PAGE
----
I don't care if Jeter is way past his prime or if the Sox would have to wildly overpay a player of his diminished skills.

I say offer him the world. Forget about Jayson Werth. Blow Jeter away with dollars and years. At worst this would just mean the Sox would jack up the final price the Yankees must pay. It could be sort of like Mark Teixeira-in-reverse…

What's the harm in offering Jeter $20 million a year over three years? If you can pay J.D. Drew $14 million per year… if you can pay a Japanese team $50 million just for the right to speak with Daisuke Matsuzaka… if you can buy a futbol club for $476 million, why not spend $60 million to bust pinstripe chops for all the ages?

Jeter is closing in on 3,000 hits. Imagine if he gets his 3,000th hit as a Red Sox… at Fenway… against Mariano Rivera?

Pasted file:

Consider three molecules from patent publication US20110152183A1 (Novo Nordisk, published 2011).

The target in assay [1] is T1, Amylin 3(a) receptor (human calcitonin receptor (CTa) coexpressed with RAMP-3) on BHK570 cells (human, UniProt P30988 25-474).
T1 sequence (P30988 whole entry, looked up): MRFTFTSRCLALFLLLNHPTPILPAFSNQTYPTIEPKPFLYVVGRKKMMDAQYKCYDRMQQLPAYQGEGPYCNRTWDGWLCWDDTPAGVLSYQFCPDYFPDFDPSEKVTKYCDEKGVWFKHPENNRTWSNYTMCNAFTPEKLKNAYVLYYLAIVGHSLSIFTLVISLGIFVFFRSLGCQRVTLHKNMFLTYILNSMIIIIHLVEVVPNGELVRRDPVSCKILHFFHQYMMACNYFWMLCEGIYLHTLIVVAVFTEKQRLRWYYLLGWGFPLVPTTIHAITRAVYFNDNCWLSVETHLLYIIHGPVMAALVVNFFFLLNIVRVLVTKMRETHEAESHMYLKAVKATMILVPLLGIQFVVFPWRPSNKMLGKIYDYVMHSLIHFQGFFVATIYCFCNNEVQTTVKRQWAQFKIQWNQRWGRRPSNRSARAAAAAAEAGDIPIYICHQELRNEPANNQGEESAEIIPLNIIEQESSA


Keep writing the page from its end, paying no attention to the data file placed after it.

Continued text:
Since we are pretty certain Adrian Beltre is gone, the Red Sox have a big hole at third base. Jeter could play third. Or you could trade Marco Scutaro and put Jeter at short.

This certainly would make the Sox less boring.

This is bad even when grading on a Shaughnessy curve, which already sets the bar ridiculously low.

First, it's horribly written: in the span of three paragraphs, Shaughnessy manages to give two very different worst-case scenarios. Which is it, exactly?

Second, it's horribly argued. If Jeter is not going to move off of shortstop for the Yankees, why would he do it for the Red Sox? Smart baseball people will tell you that Jeter's recent numbers don't justify anyone paying him $20 million a year -- and no one but the Yankees should even pay him $15 million. If I'm the Red Sox, I would make a play for closer Mariano Rivera -- but why sign an aging shortstop when the Red Sox already have one decent veteran (Marco Scutaro) and two pretty promising younger shortstops (Jed Lowrie and Jose Iglesias)?